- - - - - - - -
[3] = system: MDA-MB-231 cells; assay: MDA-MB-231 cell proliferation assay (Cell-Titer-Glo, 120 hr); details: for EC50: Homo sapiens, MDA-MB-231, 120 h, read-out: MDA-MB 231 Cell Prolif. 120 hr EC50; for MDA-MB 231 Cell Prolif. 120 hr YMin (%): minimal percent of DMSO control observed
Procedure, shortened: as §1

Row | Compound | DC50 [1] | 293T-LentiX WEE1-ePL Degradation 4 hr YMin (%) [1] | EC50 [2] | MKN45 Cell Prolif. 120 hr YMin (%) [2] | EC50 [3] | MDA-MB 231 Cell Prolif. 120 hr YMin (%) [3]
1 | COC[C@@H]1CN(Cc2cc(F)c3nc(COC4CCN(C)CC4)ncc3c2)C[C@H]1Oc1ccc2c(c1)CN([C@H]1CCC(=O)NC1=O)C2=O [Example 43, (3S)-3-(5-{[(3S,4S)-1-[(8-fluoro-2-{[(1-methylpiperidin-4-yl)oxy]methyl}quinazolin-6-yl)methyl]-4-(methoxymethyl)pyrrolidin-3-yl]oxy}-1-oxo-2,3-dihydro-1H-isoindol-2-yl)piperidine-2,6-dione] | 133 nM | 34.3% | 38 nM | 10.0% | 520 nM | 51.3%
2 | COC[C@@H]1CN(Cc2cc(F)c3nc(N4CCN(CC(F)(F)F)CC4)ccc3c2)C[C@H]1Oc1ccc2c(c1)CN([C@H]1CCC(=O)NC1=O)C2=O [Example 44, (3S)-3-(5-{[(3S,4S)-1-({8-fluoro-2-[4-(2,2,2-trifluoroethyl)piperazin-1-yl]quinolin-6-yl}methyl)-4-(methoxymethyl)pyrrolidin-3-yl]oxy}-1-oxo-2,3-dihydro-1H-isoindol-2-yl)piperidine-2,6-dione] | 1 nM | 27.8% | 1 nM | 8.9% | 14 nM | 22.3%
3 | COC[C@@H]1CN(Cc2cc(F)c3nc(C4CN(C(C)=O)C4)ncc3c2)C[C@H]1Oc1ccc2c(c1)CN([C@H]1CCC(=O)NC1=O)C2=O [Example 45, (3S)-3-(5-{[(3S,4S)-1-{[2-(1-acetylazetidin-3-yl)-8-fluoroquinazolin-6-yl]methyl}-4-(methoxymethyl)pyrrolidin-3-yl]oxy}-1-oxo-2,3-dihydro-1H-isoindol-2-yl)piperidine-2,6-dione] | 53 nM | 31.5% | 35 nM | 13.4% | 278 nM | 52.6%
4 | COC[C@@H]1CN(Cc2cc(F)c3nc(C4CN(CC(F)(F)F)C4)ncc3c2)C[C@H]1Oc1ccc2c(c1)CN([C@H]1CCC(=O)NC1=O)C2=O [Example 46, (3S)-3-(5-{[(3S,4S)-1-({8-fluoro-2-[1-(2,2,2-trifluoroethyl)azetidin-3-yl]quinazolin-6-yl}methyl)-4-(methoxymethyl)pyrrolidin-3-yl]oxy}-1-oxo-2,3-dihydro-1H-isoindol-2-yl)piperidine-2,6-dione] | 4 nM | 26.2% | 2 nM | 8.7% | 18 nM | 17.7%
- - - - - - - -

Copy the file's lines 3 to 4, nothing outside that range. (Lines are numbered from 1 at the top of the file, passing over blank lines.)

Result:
Row | Compound | DC50 [1] | 293T-LentiX WEE1-ePL Degradation 4 hr YMin (%) [1] | EC50 [2] | MKN45 Cell Prolif. 120 hr YMin (%) [2] | EC50 [3] | MDA-MB 231 Cell Prolif. 120 hr YMin (%) [3]
1 | COC[C@@H]1CN(Cc2cc(F)c3nc(COC4CCN(C)CC4)ncc3c2)C[C@H]1Oc1ccc2c(c1)CN([C@H]1CCC(=O)NC1=O)C2=O [Example 43, (3S)-3-(5-{[(3S,4S)-1-[(8-fluoro-2-{[(1-methylpiperidin-4-yl)oxy]methyl}quinazolin-6-yl)methyl]-4-(methoxymethyl)pyrrolidin-3-yl]oxy}-1-oxo-2,3-dihydro-1H-isoindol-2-yl)piperidine-2,6-dione] | 133 nM | 34.3% | 38 nM | 10.0% | 520 nM | 51.3%